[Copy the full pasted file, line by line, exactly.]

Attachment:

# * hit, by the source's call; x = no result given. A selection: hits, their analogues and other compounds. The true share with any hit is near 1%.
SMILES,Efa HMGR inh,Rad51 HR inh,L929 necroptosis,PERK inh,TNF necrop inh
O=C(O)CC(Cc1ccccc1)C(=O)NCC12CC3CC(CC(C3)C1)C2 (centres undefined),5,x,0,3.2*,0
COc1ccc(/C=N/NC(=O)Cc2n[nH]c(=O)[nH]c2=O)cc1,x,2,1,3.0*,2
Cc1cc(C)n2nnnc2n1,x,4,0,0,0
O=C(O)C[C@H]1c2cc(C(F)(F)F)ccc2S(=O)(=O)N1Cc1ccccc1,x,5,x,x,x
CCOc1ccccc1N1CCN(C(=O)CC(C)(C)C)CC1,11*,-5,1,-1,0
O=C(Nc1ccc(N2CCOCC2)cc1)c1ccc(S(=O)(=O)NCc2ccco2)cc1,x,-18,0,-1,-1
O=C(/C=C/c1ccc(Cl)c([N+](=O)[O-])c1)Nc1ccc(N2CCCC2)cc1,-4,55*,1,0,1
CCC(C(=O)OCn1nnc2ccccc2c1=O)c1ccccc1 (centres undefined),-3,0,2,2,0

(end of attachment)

# * hit, by the source's call; x = no result given. A selection: hits, their analogues and other compounds. The true share with any hit is near 1%.
SMILES,Efa HMGR inh,Rad51 HR inh,L929 necroptosis,PERK inh,TNF necrop inh
O=C(O)CC(Cc1ccccc1)C(=O)NCC12CC3CC(CC(C3)C1)C2 (centres undefined),5,x,0,3.2*,0
COc1ccc(/C=N/NC(=O)Cc2n[nH]c(=O)[nH]c2=O)cc1,x,2,1,3.0*,2
Cc1cc(C)n2nnnc2n1,x,4,0,0,0
O=C(O)C[C@H]1c2cc(C(F)(F)F)ccc2S(=O)(=O)N1Cc1ccccc1,x,5,x,x,x
CCOc1ccccc1N1CCN(C(=O)CC(C)(C)C)CC1,11*,-5,1,-1,0
O=C(Nc1ccc(N2CCOCC2)cc1)c1ccc(S(=O)(=O)NCc2ccco2)cc1,x,-18,0,-1,-1
O=C(/C=C/c1ccc(Cl)c([N+](=O)[O-])c1)Nc1ccc(N2CCCC2)cc1,-4,55*,1,0,1
CCC(C(=O)OCn1nnc2ccccc2c1=O)c1ccccc1 (centres undefined),-3,0,2,2,0